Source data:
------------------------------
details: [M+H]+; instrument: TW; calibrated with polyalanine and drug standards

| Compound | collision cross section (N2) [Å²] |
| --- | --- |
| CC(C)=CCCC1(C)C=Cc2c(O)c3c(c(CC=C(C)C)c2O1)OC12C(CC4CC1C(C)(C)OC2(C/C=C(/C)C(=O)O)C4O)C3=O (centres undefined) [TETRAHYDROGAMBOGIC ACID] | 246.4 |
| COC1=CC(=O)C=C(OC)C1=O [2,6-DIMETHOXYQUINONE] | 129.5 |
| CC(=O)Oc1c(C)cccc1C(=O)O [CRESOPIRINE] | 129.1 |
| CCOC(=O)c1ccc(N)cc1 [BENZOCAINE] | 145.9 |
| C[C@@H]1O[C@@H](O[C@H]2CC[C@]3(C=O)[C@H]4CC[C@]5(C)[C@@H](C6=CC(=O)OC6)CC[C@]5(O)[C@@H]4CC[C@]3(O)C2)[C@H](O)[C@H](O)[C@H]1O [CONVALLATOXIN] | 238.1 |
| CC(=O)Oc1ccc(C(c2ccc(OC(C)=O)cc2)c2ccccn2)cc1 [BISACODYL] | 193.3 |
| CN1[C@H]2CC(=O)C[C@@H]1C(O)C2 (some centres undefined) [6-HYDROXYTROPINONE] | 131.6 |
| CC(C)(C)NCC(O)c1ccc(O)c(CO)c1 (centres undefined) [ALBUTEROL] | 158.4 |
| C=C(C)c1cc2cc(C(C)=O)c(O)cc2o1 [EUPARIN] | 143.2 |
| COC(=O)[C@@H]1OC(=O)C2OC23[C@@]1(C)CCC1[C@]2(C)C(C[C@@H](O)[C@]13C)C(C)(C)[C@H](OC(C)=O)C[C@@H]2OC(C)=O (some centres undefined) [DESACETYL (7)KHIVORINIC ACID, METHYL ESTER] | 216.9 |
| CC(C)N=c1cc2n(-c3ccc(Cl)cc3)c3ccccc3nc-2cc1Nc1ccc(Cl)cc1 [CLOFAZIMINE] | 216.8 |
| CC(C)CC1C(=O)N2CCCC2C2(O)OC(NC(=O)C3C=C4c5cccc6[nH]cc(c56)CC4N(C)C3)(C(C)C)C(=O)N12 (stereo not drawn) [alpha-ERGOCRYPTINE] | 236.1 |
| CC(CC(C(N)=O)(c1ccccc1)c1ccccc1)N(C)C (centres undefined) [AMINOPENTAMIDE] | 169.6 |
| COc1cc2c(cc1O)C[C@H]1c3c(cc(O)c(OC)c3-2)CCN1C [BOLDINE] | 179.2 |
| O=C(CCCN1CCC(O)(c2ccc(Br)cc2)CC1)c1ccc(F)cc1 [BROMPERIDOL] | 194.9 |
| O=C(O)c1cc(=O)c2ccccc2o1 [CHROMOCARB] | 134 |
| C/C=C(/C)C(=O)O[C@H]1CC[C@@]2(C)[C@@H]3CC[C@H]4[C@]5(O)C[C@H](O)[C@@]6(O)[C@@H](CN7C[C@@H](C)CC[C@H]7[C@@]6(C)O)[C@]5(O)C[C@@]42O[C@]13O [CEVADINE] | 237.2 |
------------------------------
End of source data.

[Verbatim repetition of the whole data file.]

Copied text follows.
details: [M+H]+; instrument: TW; calibrated with polyalanine and drug standards

| Compound | collision cross section (N2) [Å²] |
| --- | --- |
| CC(C)=CCCC1(C)C=Cc2c(O)c3c(c(CC=C(C)C)c2O1)OC12C(CC4CC1C(C)(C)OC2(C/C=C(/C)C(=O)O)C4O)C3=O (centres undefined) [TETRAHYDROGAMBOGIC ACID] | 246.4 |
| COC1=CC(=O)C=C(OC)C1=O [2,6-DIMETHOXYQUINONE] | 129.5 |
| CC(=O)Oc1c(C)cccc1C(=O)O [CRESOPIRINE] | 129.1 |
| CCOC(=O)c1ccc(N)cc1 [BENZOCAINE] | 145.9 |
| C[C@@H]1O[C@@H](O[C@H]2CC[C@]3(C=O)[C@H]4CC[C@]5(C)[C@@H](C6=CC(=O)OC6)CC[C@]5(O)[C@@H]4CC[C@]3(O)C2)[C@H](O)[C@H](O)[C@H]1O [CONVALLATOXIN] | 238.1 |
| CC(=O)Oc1ccc(C(c2ccc(OC(C)=O)cc2)c2ccccn2)cc1 [BISACODYL] | 193.3 |
| CN1[C@H]2CC(=O)C[C@@H]1C(O)C2 (some centres undefined) [6-HYDROXYTROPINONE] | 131.6 |
| CC(C)(C)NCC(O)c1ccc(O)c(CO)c1 (centres undefined) [ALBUTEROL] | 158.4 |
| C=C(C)c1cc2cc(C(C)=O)c(O)cc2o1 [EUPARIN] | 143.2 |
| COC(=O)[C@@H]1OC(=O)C2OC23[C@@]1(C)CCC1[C@]2(C)C(C[C@@H](O)[C@]13C)C(C)(C)[C@H](OC(C)=O)C[C@@H]2OC(C)=O (some centres undefined) [DESACETYL (7)KHIVORINIC ACID, METHYL ESTER] | 216.9 |
| CC(C)N=c1cc2n(-c3ccc(Cl)cc3)c3ccccc3nc-2cc1Nc1ccc(Cl)cc1 [CLOFAZIMINE] | 216.8 |
| CC(C)CC1C(=O)N2CCCC2C2(O)OC(NC(=O)C3C=C4c5cccc6[nH]cc(c56)CC4N(C)C3)(C(C)C)C(=O)N12 (stereo not drawn) [alpha-ERGOCRYPTINE] | 236.1 |
| CC(CC(C(N)=O)(c1ccccc1)c1ccccc1)N(C)C (centres undefined) [AMINOPENTAMIDE] | 169.6 |
| COc1cc2c(cc1O)C[C@H]1c3c(cc(O)c(OC)c3-2)CCN1C [BOLDINE] | 179.2 |
| O=C(CCCN1CCC(O)(c2ccc(Br)cc2)CC1)c1ccc(F)cc1 [BROMPERIDOL] | 194.9 |
| O=C(O)c1cc(=O)c2ccccc2o1 [CHROMOCARB] | 134 |
| C/C=C(/C)C(=O)O[C@H]1CC[C@@]2(C)[C@@H]3CC[C@H]4[C@]5(O)C[C@H](O)[C@@]6(O)[C@@H](CN7C[C@@H](C)CC[C@H]7[C@@]6(C)O)[C@]5(O)C[C@@]42O[C@]13O [CEVADINE] | 237.2 |